David Hockney, ‘Caribbean Tea Time from the series Moving Focus’, 1985-87, Skinner

Edition of 36 plus proofs, published by Tyler Graphics, Ltd., Mount Kisco, New York (MCA Tokyo, 288).

Full size 86 x 136 in. (218.4 x 345.5 cm).

N.B. Hockney is a virtual jack-of-all-trades, embracing both traditional and newer media - from acrylic paint to PhotoShop - and working as a painter, print-maker, photographer, and even a set designer. He is considered one of Britain's most dominant Pop artists, although it is a categorization that he dislikes.

From 1984 through 1987 Hockney created the series Moving Focus. What makes this series of twenty-nine prints unusual is the seeming disconnect of the subjects of the works. They include interior views, portraits, and still lifes, and vary wildly in size. The title of the series discloses the unifying principal: each plays with the depiction of space and the potential for multiple points of view. The series has been described as "Hockney's dialogue with Picasso."

Caribbean Tea Time employs simple lines and blocks of bright, saturated color to depict an interior with a shifting, Cubist space that is both highly descriptive and playfully vertiginous. The sense is heightened by the scale of the work, and the fact that as a floor screen, it is generally viewed accordioned rather than flat so that our space and the screen's interpenetrate.

The losses to the surface of the frame are primarily along the outer top edges, the largest loss measuring 7 inches long by.75 inch wide. There are also areas with tenting to the painted frame surface. The wood exposed by the surface losses is in good condition. There is some minor rippling to the paper edges in the top sheet in the second panel from the left.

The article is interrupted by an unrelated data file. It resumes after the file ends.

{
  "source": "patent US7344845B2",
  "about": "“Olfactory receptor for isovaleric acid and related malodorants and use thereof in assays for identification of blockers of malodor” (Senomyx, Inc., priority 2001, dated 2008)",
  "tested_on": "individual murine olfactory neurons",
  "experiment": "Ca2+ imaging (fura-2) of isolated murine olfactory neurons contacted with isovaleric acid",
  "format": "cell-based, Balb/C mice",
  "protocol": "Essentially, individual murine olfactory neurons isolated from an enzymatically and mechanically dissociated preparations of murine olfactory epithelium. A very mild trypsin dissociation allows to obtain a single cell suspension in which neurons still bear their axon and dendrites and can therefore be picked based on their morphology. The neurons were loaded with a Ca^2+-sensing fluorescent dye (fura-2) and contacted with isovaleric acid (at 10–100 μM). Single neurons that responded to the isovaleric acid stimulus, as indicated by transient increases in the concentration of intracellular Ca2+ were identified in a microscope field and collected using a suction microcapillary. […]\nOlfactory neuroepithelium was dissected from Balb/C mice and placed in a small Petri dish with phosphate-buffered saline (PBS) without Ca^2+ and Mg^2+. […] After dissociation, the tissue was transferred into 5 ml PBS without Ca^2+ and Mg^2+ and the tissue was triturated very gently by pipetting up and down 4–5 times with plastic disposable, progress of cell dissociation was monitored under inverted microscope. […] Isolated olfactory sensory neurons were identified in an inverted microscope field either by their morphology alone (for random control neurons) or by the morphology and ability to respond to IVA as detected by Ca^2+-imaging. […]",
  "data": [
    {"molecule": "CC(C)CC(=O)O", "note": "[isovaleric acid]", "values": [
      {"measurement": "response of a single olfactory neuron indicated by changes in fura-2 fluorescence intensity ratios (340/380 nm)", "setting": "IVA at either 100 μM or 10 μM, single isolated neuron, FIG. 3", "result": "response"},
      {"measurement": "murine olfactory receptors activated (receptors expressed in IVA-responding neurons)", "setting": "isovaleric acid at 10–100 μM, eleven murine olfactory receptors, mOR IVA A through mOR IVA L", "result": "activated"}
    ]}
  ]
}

Condition: Deckled edges and floated as originally presented by the artist, areas of cracking/loss to frame, several rubs to Plexiglas, screenprinted panels somewhat yellowed.
— The absence of a condition statement does not imply that the lot is in perfect condition or completely free from wear and tear, imperfections or the effects of aging. Condition requests can be obtained via email (lot inquiry button) or by telephone to the appropriate gallery location (Boston/617.350.5400 or Marlborough/508.970.3000). Any condition statement given, as a courtesy to a client, is only an opinion and should not be treated as a statement of fact. Skinner Inc. shall have no responsibility for any error or omission.—Courtesy of Skinner

Signature: Numbered and signed "AP VII/X David Hockney" in pencil on right-most panel l.c.

A private Massachusetts collection.

About David Hockney

A pioneer of the British Pop Art movement in the early 1960s alongside Richard Hamilton, David Hockney gained recognition for his semi-abstract paintings on the theme of homosexual love before it was decriminalized in England in 1967. In We Two Boys Clinging Together (1961), red-painted couples embrace one other while floating amidst fragments from a Walt Whitman poem. After moving to California at the end of 1963, Hockney began painting scenes of the sensual and uninhibited life of athletic young men, depicting swimming pools, palm trees, and perpetual sunshine. Experimenting with photography in the mid-1970s, Hockney went on to create his famous photocollages with Polaroids and snapshot prints arranged in a grid formation, pushing the two-dimensionality of photography to the limit, fragmenting the monocular vision of the camera and activating the viewer in the process. A versatile artist, Hockney has produced work in almost every medium—including full-scale opera set designs, prints, and drawings using cutting-edge technology such as fax machines, laser photocopiers, computers, and even iPhones and iPads.

British, b. 1937, Bradford, United Kingdom, based in Yorkshire, United Kingdom